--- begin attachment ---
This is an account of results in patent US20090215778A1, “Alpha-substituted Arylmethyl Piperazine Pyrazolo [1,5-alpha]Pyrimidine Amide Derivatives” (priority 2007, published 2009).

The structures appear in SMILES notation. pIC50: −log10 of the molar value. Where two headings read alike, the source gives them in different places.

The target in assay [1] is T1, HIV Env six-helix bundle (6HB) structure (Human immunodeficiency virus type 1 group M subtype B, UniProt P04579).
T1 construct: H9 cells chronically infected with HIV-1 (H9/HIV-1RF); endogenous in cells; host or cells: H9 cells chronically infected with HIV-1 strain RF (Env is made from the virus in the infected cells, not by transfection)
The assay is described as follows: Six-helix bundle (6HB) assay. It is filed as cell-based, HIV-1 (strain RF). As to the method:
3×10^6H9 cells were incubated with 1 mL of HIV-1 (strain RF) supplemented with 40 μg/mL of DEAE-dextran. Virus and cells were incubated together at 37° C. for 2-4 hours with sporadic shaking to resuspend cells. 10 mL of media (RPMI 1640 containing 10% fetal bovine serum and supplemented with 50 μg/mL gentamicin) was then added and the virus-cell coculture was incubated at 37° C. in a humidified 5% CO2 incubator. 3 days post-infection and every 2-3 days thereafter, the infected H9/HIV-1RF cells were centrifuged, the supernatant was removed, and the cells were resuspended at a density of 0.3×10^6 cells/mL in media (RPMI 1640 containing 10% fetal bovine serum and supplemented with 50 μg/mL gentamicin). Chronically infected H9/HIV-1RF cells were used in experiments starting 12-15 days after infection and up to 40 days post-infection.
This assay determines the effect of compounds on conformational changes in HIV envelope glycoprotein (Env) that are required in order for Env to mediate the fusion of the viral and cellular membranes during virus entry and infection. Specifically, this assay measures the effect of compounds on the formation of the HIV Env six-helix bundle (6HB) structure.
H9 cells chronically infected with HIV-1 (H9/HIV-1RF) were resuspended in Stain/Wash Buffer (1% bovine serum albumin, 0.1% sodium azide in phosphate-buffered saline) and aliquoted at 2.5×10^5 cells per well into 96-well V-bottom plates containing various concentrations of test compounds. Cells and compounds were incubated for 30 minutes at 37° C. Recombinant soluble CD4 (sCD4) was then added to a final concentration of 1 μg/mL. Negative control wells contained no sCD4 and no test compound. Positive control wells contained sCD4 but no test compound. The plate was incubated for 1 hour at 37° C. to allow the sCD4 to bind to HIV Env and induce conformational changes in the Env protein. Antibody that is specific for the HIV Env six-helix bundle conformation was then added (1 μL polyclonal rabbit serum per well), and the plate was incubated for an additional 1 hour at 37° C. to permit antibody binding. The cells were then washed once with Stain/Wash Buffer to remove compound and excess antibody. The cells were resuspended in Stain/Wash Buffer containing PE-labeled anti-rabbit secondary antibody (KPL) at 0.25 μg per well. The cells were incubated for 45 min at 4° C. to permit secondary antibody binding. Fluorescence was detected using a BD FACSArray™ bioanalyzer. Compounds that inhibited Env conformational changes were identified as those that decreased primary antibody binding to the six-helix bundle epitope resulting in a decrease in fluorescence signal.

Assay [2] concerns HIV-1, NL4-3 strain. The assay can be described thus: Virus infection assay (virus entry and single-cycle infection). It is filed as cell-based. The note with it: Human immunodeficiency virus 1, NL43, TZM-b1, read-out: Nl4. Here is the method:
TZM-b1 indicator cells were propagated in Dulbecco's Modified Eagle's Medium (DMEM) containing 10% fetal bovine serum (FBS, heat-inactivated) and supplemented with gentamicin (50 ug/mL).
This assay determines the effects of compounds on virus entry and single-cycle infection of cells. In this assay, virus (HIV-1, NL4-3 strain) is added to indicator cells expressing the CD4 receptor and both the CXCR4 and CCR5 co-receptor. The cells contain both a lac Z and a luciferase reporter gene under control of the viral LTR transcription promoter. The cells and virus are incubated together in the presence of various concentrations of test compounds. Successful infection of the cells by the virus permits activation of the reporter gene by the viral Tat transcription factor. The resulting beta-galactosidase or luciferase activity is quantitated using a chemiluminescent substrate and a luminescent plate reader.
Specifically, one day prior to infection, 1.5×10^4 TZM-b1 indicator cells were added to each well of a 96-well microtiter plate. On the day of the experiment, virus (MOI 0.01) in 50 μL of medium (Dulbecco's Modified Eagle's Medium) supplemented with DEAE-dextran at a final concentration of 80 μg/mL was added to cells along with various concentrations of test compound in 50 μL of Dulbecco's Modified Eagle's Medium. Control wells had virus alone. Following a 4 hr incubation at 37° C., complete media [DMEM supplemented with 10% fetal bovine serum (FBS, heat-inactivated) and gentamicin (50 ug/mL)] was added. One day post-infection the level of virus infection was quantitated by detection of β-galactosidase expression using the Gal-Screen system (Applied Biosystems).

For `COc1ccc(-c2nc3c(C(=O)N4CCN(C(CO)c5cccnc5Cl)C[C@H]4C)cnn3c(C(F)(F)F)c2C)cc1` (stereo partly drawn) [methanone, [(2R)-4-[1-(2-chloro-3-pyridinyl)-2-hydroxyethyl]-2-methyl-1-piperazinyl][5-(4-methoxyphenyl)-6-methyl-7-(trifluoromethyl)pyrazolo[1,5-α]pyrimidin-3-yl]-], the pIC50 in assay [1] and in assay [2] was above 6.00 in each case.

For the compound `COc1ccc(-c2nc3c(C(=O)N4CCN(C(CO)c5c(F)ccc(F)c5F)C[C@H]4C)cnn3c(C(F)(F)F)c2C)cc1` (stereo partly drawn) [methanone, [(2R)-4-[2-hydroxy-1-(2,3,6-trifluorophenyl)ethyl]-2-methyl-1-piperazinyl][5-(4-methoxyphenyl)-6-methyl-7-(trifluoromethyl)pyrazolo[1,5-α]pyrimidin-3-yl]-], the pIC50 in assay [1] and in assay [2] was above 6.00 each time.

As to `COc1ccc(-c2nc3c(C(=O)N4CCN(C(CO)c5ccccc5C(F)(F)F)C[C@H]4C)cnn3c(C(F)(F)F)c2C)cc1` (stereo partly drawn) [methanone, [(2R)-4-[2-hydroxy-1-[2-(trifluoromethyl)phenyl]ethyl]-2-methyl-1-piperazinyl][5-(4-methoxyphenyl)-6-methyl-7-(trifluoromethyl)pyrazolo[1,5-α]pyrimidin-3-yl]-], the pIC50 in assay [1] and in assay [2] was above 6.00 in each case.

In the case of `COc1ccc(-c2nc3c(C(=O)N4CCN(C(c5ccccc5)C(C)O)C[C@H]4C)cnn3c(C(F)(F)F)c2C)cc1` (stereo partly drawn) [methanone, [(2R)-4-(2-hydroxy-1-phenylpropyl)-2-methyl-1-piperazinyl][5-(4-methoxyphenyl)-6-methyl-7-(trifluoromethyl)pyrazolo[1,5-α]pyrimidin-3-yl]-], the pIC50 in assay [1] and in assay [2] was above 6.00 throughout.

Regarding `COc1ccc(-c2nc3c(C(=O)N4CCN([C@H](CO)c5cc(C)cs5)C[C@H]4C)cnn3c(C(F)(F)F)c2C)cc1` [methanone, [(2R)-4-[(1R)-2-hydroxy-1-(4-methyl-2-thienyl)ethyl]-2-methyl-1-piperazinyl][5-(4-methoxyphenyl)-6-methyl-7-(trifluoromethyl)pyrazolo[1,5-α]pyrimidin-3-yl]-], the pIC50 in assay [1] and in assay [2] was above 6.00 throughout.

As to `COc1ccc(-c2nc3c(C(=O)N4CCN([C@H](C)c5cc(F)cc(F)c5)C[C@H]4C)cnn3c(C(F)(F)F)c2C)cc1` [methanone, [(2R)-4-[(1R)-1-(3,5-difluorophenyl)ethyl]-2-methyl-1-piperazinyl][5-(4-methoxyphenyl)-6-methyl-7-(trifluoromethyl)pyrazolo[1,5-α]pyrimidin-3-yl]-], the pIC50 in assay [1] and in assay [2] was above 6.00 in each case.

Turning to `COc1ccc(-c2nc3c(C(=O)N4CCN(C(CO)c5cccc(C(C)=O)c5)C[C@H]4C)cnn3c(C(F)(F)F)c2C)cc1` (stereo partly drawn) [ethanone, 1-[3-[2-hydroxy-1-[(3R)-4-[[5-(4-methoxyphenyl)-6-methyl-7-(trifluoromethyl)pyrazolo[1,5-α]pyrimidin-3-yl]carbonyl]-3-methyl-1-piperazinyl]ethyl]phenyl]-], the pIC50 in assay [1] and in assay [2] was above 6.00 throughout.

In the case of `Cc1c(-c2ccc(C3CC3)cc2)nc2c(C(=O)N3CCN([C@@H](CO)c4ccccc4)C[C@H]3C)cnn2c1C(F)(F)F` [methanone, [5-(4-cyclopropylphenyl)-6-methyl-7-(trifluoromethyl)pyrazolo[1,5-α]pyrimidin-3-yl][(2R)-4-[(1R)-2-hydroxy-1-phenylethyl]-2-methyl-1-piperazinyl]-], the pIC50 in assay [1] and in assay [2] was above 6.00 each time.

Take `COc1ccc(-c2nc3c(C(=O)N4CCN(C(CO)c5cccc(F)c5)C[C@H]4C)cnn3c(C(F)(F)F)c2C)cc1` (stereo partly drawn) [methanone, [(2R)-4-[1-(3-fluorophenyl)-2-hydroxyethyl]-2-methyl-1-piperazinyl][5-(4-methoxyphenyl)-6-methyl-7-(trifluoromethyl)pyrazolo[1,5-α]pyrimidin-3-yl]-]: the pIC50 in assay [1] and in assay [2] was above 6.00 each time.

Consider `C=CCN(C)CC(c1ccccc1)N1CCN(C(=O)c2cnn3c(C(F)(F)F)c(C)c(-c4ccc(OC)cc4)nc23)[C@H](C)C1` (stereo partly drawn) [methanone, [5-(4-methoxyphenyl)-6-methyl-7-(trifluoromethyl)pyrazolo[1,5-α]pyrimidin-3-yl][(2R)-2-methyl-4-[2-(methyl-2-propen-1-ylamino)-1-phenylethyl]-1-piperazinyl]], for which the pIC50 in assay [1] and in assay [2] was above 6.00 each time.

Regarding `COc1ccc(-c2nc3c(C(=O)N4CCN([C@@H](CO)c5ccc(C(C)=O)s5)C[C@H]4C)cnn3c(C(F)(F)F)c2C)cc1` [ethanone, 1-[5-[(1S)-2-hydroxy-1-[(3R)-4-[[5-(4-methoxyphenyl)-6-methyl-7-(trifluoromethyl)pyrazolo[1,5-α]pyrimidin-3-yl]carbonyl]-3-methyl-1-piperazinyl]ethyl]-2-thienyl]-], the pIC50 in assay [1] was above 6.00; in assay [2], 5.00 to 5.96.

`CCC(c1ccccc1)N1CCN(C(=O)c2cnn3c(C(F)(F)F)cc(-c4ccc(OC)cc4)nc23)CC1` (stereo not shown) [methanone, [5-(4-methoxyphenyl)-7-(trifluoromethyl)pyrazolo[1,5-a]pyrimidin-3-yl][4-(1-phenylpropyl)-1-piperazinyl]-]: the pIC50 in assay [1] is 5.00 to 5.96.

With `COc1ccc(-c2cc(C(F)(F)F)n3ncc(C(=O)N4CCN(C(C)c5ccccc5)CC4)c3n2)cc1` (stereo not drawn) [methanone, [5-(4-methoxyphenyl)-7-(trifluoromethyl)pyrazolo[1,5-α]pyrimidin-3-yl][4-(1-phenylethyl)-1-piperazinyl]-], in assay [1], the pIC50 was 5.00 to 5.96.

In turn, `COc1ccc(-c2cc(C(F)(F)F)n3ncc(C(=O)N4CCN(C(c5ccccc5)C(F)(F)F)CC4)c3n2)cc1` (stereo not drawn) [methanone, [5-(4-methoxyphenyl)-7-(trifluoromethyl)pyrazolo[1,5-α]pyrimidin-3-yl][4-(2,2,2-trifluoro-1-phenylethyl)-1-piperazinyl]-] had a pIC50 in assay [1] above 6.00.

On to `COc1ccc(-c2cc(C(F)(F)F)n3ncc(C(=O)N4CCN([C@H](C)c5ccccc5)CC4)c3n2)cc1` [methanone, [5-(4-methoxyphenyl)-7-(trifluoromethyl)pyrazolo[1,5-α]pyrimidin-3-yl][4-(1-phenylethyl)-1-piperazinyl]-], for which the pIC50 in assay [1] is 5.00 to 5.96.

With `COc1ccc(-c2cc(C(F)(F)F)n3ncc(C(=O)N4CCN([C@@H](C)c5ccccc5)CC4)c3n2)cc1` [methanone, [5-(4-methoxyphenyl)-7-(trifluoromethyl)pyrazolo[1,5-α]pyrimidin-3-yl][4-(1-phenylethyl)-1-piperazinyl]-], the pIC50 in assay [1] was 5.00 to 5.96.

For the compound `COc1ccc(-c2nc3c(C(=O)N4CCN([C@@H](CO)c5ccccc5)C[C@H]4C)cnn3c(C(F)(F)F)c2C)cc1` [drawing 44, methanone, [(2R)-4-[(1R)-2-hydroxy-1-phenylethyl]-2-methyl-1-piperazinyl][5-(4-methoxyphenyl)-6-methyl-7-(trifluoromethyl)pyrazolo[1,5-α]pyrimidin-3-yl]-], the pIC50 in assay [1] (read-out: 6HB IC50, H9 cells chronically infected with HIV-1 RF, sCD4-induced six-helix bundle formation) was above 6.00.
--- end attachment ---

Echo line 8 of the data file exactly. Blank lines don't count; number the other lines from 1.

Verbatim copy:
H9 cells chronically infected with HIV-1 (H9/HIV-1RF) were resuspended in Stain/Wash Buffer (1% bovine serum albumin, 0.1% sodium azide in phosphate-buffered saline) and aliquoted at 2.5×10^5 cells per well into 96-well V-bottom plates containing various concentrations of test compounds. Cells and compounds were incubated for 30 minutes at 37° C. Recombinant soluble CD4 (sCD4) was then added to a final concentration of 1 μg/mL. Negative control wells contained no sCD4 and no test compound. Positive control wells contained sCD4 but no test compound. The plate was incubated for 1 hour at 37° C. to allow the sCD4 to bind to HIV Env and induce conformational changes in the Env protein. Antibody that is specific for the HIV Env six-helix bundle conformation was then added (1 μL polyclonal rabbit serum per well), and the plate was incubated for an additional 1 hour at 37° C. to permit antibody binding. The cells were then washed once with Stain/Wash Buffer to remove compound and excess antibody. The cells were resuspended in Stain/Wash Buffer containing PE-labeled anti-rabbit secondary antibody (KPL) at 0.25 μg per well. The cells were incubated for 45 min at 4° C. to permit secondary antibody binding. Fluorescence was detected using a BD FACSArray™ bioanalyzer. Compounds that inhibited Env conformational changes were identified as those that decreased primary antibody binding to the six-helix bundle epitope resulting in a decrease in fluorescence signal.